The plaintiff claims that “in retaliation for Plaintiff's complaints” he was instructed to “travel to 3 different police stations ... to inquire if a warrant had been issued for Plaintiff's arrest” and cautioned that he would be placed on unpaid leave until he could “demonstrate there was no warrant for his arrest by a date certain.” Id. ¶¶ 98–99. The plaintiff alleges that he made such demonstration but that, nevertheless, a PDS employee placed a call to “a law enforcement official in Virginia and insisted that he charge Plaintiff with leaving the scene of an accident.” Id. ¶¶ 100–01. The plaintiff contends that he was subsequently placed on unpaid leave, id. ¶ 102, and terminated by PDS “on the pretext that he was ‘vulnerable to being impeached upon testifying.’ ” Id. ¶ 108. He further alleges that “[n]either the United States Attorney's Office for the District of Columbia or the District of Columbia Attorney General's Office ever developed a line of cross-examination that rendered Plaintiff's testimony ineffective.” Id. ¶ 110. He additionally claims that PDS “ultimately claimed that Plaintiff was barred from performing his job because of a ‘website’ about Plaintiff that PDS knew about before Plaintiff was hired.” Id. ¶ 103.

The plaintiff states that, “[o]n April 15, 2009,” he filed “a Charge of Discrimination with the Equal Employment Opportunity Commission ... alleging discrimination and retaliation.” Id. ¶ 118. At some unspecified time after his termination and filing of a formal EEO complaint, the plaintiff claims that he “submitted an application to PDS for certification as a [Criminal Justice Act (“CJA”) ] investigator,” id. ¶ 120, but was denied admission into the program on April 28, 2010, “in retaliation” for his protected activity, id. ¶ 121. Also “in retaliation for his engaging in protected activity,” id. ¶¶ 123, 125, the plaintiff claims that he was not hired at some unspecified time by PDS for positions at PDS as a staff investigator and an eligibility examiner, for which he had submitted applications on April 30 and July 25, 2010, respectively, id. ¶¶ 122, 124.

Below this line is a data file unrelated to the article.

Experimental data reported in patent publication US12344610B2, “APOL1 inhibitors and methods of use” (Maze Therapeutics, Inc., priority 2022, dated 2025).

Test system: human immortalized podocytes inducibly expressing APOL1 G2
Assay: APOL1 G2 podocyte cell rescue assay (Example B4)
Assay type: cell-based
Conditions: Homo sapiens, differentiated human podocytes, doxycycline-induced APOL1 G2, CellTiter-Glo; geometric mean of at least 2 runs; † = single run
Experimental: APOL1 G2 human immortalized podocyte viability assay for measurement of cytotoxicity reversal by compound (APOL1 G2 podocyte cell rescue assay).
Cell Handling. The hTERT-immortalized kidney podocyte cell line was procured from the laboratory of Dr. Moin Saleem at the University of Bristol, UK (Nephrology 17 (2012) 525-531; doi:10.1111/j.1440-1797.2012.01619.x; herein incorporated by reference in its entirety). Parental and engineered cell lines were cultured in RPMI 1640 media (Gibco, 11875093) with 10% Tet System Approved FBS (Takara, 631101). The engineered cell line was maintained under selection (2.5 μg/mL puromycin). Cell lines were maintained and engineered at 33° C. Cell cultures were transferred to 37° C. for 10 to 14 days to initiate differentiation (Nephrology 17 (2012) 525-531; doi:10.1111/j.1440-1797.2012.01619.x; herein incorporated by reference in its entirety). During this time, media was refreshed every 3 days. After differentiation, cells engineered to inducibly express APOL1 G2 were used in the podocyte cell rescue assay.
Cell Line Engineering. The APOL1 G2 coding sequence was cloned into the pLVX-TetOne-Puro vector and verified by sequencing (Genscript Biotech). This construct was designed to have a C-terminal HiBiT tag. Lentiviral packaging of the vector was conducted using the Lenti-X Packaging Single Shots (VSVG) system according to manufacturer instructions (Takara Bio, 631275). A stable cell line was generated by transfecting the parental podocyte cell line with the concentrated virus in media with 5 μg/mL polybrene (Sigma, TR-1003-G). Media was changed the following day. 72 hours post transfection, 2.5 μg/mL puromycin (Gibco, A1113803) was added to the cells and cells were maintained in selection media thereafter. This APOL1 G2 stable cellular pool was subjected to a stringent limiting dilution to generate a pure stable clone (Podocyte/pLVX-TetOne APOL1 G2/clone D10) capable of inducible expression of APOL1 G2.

The plaintiff filed a second EEO complaint on November 17, 2010, “stating that PDS had engaged in further retaliation by failing to certify him as a CJA investigator, denying him a position as a staff investigator,

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and denying him a position as an eligibility examiner.” Id. ¶ 126.

The plaintiff filed the instant suit on May 30, 2013. See generally Complaint (“Compl.(unredacted)”), ECF No. 1.

B. Factual Matters Referenced In The Complaint

The plaintiff expressly refers to, but fails to candidly represent, several documents and events in his Complaint, including his EEO complaint allegedly filed on “April 15, 2009,” id. ¶ 118; PDS' letter placing the plaintiff on leave subsequent to the May 30, 2009 car accident, id. ¶¶ 98–99; PDS placing the plaintiff on unpaid leave on July 15, 2009, id. ¶ 102; the criminal charge against the plaintiff following his car accident, see id. ¶ 101; and the plaintiff's termination by PDS on an unspecified date, id. ¶ 108. The documents related to these events directly bear upon the plaintiff's allegations, as evidenced by the Complaint's reference to them, but they are not attached to the Complaint. Nonetheless, the defendants have submitted documents related to these events, and the plaintiff in his opposition has raised no objection to their submission or to their authenticity. See generally Pl.'s Opp'n Def. Primo's Mot. Dismiss & Mot. File Opp'n Def. PDS' Mot. Dismiss (“Pl.'s Opp'n”), ECF No. 27.